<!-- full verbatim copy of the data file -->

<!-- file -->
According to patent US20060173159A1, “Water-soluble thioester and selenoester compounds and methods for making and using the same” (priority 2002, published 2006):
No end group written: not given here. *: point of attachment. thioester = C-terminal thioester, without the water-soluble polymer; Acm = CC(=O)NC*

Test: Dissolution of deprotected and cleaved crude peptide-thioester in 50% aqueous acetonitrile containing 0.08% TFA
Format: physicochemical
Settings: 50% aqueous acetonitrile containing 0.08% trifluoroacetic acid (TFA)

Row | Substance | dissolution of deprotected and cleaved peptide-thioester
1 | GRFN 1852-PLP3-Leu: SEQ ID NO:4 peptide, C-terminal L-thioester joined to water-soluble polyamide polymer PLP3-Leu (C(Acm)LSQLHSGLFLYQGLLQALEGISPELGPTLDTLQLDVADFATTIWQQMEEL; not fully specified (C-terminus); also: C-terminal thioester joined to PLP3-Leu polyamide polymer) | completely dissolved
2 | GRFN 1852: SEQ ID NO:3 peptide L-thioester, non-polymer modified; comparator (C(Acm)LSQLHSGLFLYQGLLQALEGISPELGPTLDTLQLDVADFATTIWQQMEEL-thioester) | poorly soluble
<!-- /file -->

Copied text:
According to patent US20060173159A1, “Water-soluble thioester and selenoester compounds and methods for making and using the same” (priority 2002, published 2006):
No end group written: not given here. *: point of attachment. thioester = C-terminal thioester, without the water-soluble polymer; Acm = CC(=O)NC*

Test: Dissolution of deprotected and cleaved crude peptide-thioester in 50% aqueous acetonitrile containing 0.08% TFA
Format: physicochemical
Settings: 50% aqueous acetonitrile containing 0.08% trifluoroacetic acid (TFA)

Row | Substance | dissolution of deprotected and cleaved peptide-thioester
1 | GRFN 1852-PLP3-Leu: SEQ ID NO:4 peptide, C-terminal L-thioester joined to water-soluble polyamide polymer PLP3-Leu (C(Acm)LSQLHSGLFLYQGLLQALEGISPELGPTLDTLQLDVADFATTIWQQMEEL; not fully specified (C-terminus); also: C-terminal thioester joined to PLP3-Leu polyamide polymer) | completely dissolved
2 | GRFN 1852: SEQ ID NO:3 peptide L-thioester, non-polymer modified; comparator (C(Acm)LSQLHSGLFLYQGLLQALEGISPELGPTLDTLQLDVADFATTIWQQMEEL-thioester) | poorly soluble